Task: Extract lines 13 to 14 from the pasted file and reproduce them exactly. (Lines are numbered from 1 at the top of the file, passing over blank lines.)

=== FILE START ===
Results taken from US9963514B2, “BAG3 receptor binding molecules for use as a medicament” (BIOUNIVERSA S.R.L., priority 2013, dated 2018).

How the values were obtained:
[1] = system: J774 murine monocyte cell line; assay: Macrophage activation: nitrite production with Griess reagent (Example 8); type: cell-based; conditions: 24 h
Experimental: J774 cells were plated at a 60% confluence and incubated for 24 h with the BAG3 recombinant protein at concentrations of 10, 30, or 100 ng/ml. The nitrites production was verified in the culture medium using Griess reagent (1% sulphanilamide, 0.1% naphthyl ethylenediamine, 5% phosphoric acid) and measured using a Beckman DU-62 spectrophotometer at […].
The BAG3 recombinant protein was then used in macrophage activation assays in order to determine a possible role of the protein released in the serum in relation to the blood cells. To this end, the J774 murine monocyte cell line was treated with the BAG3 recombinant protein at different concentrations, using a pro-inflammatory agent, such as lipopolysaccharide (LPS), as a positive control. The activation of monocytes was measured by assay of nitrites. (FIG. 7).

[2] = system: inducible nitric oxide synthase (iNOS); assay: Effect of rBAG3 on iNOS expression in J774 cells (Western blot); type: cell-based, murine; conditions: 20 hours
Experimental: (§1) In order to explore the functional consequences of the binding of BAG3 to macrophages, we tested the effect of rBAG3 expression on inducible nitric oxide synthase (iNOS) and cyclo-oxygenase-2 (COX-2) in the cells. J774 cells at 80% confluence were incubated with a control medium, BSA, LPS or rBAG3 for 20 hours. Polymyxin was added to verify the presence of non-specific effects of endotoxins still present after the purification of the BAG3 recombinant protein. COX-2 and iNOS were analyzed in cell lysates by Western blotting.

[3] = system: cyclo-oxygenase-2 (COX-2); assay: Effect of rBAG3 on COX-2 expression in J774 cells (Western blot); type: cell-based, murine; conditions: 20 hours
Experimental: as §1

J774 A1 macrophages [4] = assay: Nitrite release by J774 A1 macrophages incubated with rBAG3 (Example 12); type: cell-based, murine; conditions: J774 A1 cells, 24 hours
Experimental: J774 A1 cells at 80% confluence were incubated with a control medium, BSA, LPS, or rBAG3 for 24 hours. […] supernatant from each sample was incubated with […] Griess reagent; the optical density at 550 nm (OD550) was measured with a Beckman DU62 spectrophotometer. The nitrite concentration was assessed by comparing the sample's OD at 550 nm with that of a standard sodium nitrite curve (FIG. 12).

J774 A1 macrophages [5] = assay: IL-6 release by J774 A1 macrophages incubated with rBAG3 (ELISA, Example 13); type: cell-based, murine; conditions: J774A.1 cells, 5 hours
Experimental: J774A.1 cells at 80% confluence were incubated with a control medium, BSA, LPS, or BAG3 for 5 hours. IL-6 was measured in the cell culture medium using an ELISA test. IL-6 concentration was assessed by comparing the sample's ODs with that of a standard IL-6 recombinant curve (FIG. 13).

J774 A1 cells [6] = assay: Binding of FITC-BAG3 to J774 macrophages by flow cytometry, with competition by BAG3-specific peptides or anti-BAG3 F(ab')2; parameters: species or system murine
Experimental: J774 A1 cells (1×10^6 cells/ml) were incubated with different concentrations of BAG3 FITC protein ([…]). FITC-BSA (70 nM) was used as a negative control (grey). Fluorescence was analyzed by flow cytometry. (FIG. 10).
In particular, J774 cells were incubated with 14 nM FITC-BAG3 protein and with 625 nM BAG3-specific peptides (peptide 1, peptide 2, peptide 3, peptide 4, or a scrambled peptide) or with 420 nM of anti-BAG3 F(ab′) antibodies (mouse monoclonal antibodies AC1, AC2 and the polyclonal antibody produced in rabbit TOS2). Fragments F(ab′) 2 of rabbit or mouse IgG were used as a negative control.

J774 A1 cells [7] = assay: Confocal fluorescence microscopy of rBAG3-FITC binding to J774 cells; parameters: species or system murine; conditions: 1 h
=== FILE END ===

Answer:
Experimental: J774A.1 cells at 80% confluence were incubated with a control medium, BSA, LPS, or BAG3 for 5 hours. IL-6 was measured in the cell culture medium using an ELISA test. IL-6 concentration was assessed by comparing the sample's ODs with that of a standard IL-6 recombinant curve (FIG. 13).

J774 A1 cells [6] = assay: Binding of FITC-BAG3 to J774 macrophages by flow cytometry, with competition by BAG3-specific peptides or anti-BAG3 F(ab')2; parameters: species or system murine